Head Of Consumer Financial Protection Bureau Faces Lawmakers This Week The head of the Consumer Financial Protection Bureau Richard Cordray faces lawmakers for his semi-annual report to Congress at a time when some Republicans want him replaced and the CFPB restructured.
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Head Of Consumer Financial Protection Bureau Faces Lawmakers This Week

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Head Of Consumer Financial Protection Bureau Faces Lawmakers This Week

Head Of Consumer Financial Protection Bureau Faces Lawmakers This Week

Head Of Consumer Financial Protection Bureau Faces Lawmakers This Week

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  • <iframe src="https://www.npr.org/player/embed/522756745/522756746" width="100%" height="290" frameborder="0" scrolling="no" title="NPR embedded audio player">
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The head of the Consumer Financial Protection Bureau Richard Cordray faces lawmakers for his semi-annual report to Congress at a time when some Republicans want him replaced and the CFPB restructured.

KELLY MCEVERS, HOST:

Republican lawmakers want to fire Richard Cordray. He's the head of the Consumer Financial Protection Bureau, and the financial industry doesn't like having this watchdog agency looking over its shoulder. And now some Republicans and the Trump administration are making moves to try to weaken or restructure it. NPR's Chris Arnold reports.

CHRIS ARNOLD, BYLINE: The Bureau was created after millions of Americans lost their jobs and houses and life savings in the financial crisis. And it has broad powers to go after financial firms that hurt consumers. It can impose penalties and create new regulations, and it's been doing that. But Republicans in Congress say the Bureau and its director, Richard Cordray, have too much power.

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JEB HENSARLING: They act as legislature, prosecutor, judge and jury all rolled into one.

ARNOLD: That's Republican Jeb Hensarling, the chair of the House Financial Services Committee, where today Cordray was giving a regular report to Congress. Hensarling's threatened legislation to limit the Bureau's authority.

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HENSARLING: The CFBC has acted unlawfully. Richard Cordray should be dismissed by the president.

ARNOLD: Republicans say the Bureau, with its single-director structure, is unconstitutional and therefore unlawful. There's also an industry lawsuit against the CFPB that the Trump administration is supporting. In the extremely partisan hearing, Sean Duffy, a Republican from Wisconsin, lobbed a series of assertions at Cordray, including allegations of mistreatment of minority workers at the CFPB without giving Cordray much chance to respond.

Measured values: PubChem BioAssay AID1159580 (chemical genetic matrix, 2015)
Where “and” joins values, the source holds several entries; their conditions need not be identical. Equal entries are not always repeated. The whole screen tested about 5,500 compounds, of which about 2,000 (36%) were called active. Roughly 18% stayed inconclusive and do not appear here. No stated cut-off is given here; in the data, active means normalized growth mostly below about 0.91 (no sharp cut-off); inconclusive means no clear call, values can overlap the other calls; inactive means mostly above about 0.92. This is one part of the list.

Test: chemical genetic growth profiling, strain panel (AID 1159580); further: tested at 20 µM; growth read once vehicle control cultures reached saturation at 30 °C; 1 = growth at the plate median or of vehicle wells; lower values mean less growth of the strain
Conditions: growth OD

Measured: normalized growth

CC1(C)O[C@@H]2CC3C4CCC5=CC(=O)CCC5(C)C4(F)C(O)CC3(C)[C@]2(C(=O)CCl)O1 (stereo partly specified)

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SEAN DUFFY: You have a rotting agency. The Bureau and how they treat women and African-American women - I'm going to move on. Do you know how...

RICHARD CORDRAY: You...

DUFFY: Do you believe that 25 million people...

CORDRAY: Could I - do I get a chance to...

DUFFY: Do you believe that 25 million people...

UNIDENTIFIED POLITICIAN: Time, gentlemen...

DUFFY: Could I just - could I respond for 30 seconds?

ARNOLD: But the top Democrat on the committee, Maxine Waters, who is an African-American woman, struck a very different tone.

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MAXINE WATERS: I am delighted that you are here. I am so honored that you have done the work that you have done despite unyielding Republican efforts to impede your work.

ARNOLD: Waters highlighted that the Consumer Bureau, through its enforcement actions, is returning a growing pile of money to Americans who had found were wronged by financial firms.

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WATERS: Nearly $12 billion for 29 million consumers. There are constituents in every state who have been ripped off by financial institutions. Why aren't Republicans fighting for them? I reject these misguided attacks on the Consumer Financial Protection Bureau. Director Cordray, I will be with you forever.

ARNOLD: Americans around the country, it turns out, have a pretty favorable view of the Consumer Financial Protection Bureau, as well. One poll recently found that Trump voters want the Bureau left alone or strengthened by a 2 to 1 margin. Today, Richard Cordray said, basically, Republican proposals to weaken the Bureau's independence would be a mistake.

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CORDRAY: Congress did a good thing in 2010, and it's very important to have an independent watchdog looking out for consumers where it's typically not a fair fight when they're in a struggle with a large financial company.

ARNOLD: Richard Cordray's term ends in July of 2018. So Republicans may decide that the most prudent path politically will be to just sit tight. And the president next year will be able to appoint a director that Republicans will find more to their liking. Chris Arnold, NPR News.

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